After a while, however, Yue was committed to dancing, and having loosened up after a couple of drinks, offering Mei a couple as well, Siobhan finally dragged them onto the dance-floor. I refused. Oddly, I preferred sitting in silence with Tristan. It was surprisingly comforting.
“Suit yourself!” Siobhan declared laughing, then dragging Yue onto the dance-floor.
I watched as Siobhan tried to relax Mei, and I watched as she too just relaxed and went along with the beat, Yue occasionally going forward to speak in her ear and making her chuckle serenely. Every time he did, she revealed her Japanese habit of hiding her laugh behind her raised hand. Beyoncé’s XO played and I watched as Siobhan pulled Mei close to her and lip-syncing the words, helping Mei to become comfortable enough to follow. Yue and I made eye-contact and he smiled, then gesturing me to come out to them. I smiled back but didn’t oblige. I just wanted to remain seated, in my peace, in my non-action.
“She has a nice smile,” I heard Tristan say. I knew whom he was talking about.
“She’s always had a nice smile,” I commented. At this, he snorted and then stood suddenly.
“Want a drink? I’ll buy,” he offered, still as sullen, though much calmer than before. I just obeyed, and followed him to the near bar, which was still in full sight of Siobhan, Mei, and Yue. As I followed Tristan, I watched the others on my right: Siobhan was just enjoying the music, being as sassy as ever with some guys she had started to dance, but Mei had started to look around, I think in search of us, and then upon not seeing Tristan and me in the booth, a look of slight panic replaced the former smile, like a child lost in midst of a metropolis, until Yue came forward and whispered something in her right ear again, his face hidden behind hers so that I couldn’t see his expression. I watched as she became relaxed again and giggled. Wait. No way…I had seen this exact expression before. Yue stood upright, and gazed straight into Mei’s eyes, lost in them and she too held the gaze, except still smiling, totally oblivious. Utterly oblivious. Yue raised his hand, and gently pushed the loose strands of her hair away from her face, and it was at that moment of intimacy that she broke eye-contact, and coyly pushed her hair behind her left ear. No.
Yue raised her chin with a single, crooked finger, and just for a second – or even less – the cosmic order between these two people, once running its harmonious clockwise motion with the passing days, was flung aside, left to its rotation in some random cosmos, and abruptly halted. I saw nothing else but those two people: and then they kissed. Everything stopped. My eardrums no longer registered the blasting music, my eyes reduced the flashing, amalgamated kaleidoscope to their trichromatic origins, but my heartbeat hastened, and sight of them paralysed me. The four of us stopped in that moment. Four. Four? Shit. Tristan. I looked over at him, and flinched. I wanted to say something to calm him and my mind started processing thousands of excuses and pacifications. But my tongue wouldn’t articulate the words. But…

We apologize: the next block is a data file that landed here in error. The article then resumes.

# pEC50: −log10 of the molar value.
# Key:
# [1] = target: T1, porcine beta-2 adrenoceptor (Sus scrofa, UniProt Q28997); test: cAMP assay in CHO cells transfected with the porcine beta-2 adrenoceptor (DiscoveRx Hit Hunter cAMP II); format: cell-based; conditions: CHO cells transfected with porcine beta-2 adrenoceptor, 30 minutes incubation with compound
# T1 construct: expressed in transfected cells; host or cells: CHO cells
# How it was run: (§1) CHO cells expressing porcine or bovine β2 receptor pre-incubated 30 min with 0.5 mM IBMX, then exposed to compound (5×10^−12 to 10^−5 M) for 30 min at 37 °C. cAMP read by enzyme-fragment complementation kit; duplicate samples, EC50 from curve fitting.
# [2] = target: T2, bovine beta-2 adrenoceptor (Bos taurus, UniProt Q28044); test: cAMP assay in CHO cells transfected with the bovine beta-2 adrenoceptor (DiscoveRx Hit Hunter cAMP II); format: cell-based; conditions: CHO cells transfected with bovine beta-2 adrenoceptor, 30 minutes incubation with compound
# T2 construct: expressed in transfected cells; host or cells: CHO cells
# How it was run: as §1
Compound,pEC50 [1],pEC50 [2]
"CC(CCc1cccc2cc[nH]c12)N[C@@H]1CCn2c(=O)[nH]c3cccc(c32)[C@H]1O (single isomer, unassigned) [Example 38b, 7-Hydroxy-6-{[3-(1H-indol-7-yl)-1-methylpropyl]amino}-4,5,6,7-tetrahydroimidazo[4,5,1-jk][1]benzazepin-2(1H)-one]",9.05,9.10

Before I knew it, he had stepped forward to intervene, to shout at Yue, throw a punch even, but somehow, just before he passed out of my reach – despite my dulled senses – I grabbed his wrist.
“Don’t do anything,” I stammered over the noise. He definitely heard me. He stopped his tracks, but I still grasped onto him tightly. He still watched the two of them, still in their kiss.
“You have no right to do anything now, considering everything,” I told him.
He just stood there, his hand still restrained by mine: I could feel the tension effervescing through his veins, the pressure building within him soon to either explode, or implode. After the pressure finally reached its limit, there was no way that I would be able to stop him. So I just had to wait for a few more seconds…and then…and then the pressure died. The tension in his arm dissolved, and I felt the muscle loosen entirely. What? What happened? And then it happened: within the next flash of colours, Tristan collapsed, and I too was pulled down to the sticky floor with the sudden dead weight. What happened? People, on noticing Tristan on the ground, me beside him, started to enclose us, sipping their drinks, a buzz of discrimination sounding amongst them, that ‘he had probably drunk too much’, and that ‘he couldn’t take his drink’. Tristan. I knelt over him, and attempted to awaken him.
“Tristan?!” I heard Siobhan shout, and I looked up to see her pushing through the crowd, Yue and Mei now also following her. The moment she reached us, she pushed me over and somehow jumped into ‘doctor-mode’, checking his pulse and trying to get through to him, totally ignoring everyone around her, except the barman who was leaning over the bar to see what was happening.
“Call an ambulance!” she screamed at him over the noise.
“Has he drunk too much?” he asked back. “I’m calling a bouncer,” he shouted, trying to grab a bouncer’s attention. Siobhan let out a shriek of exasperation, then pulling out her hospital ID, and sprung up from kneeling to standing with another flash, and forcing it in his face.
“Adult oncology. Call a frigging ambulance now!” The barman said no more, and did what he was told. Siobhan darted a look at Yue: “Pick him up, quickly. We need to get him out of him to get access to the ambulance. There’s no way that they’re getting through here.” As Yue tried, the barman appeared with a bouncer:
“We’ll help,” he told Siobhan. Mei and I were pushed aside as the barman, the bouncer, and Yue picked Tristan up and get him out of the club, followed by an incredibly alert and authoritarian Siobhan. Shit.
I looked over at Mei, who then posed the question: “What’s wrong?! Why did he collapse?!” Shit. I didn’t answer. I just grabbed her wrist and pulled her out of the club with me, Lily Wood wishing us a farewell with a ‘Prayer in C’. Breathe.